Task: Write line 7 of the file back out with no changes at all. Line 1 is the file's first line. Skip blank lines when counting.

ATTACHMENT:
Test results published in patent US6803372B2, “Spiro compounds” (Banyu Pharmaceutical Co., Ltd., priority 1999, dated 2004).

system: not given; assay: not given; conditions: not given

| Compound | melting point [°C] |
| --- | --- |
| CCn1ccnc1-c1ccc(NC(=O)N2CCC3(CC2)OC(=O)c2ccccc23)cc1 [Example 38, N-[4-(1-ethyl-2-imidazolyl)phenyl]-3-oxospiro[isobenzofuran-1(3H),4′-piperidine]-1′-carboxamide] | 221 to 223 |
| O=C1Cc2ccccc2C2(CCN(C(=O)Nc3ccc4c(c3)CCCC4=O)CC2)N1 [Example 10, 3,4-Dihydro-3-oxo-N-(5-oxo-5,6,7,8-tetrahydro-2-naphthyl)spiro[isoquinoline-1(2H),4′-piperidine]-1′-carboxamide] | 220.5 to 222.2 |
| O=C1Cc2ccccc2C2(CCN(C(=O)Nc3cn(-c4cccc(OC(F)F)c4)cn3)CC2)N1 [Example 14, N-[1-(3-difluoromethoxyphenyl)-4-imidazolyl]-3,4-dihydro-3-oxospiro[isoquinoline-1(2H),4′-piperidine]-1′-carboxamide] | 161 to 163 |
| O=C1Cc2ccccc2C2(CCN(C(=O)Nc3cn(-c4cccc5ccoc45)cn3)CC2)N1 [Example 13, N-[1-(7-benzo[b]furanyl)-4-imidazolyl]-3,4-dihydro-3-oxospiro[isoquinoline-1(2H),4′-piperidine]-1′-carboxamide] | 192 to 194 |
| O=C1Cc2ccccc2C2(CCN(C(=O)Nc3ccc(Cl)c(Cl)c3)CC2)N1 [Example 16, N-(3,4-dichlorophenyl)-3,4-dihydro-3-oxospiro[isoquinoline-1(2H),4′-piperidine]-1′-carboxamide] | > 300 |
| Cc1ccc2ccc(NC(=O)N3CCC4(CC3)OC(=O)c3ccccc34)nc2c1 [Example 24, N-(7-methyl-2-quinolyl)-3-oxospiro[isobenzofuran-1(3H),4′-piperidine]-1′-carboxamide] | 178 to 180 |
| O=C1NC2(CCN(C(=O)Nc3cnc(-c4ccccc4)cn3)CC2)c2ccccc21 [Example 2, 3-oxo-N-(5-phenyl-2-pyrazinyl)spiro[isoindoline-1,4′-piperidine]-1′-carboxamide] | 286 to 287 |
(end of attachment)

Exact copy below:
| O=C1Cc2ccccc2C2(CCN(C(=O)Nc3cn(-c4cccc(OC(F)F)c4)cn3)CC2)N1 [Example 14, N-[1-(3-difluoromethoxyphenyl)-4-imidazolyl]-3,4-dihydro-3-oxospiro[isoquinoline-1(2H),4′-piperidine]-1′-carboxamide] | 161 to 163 |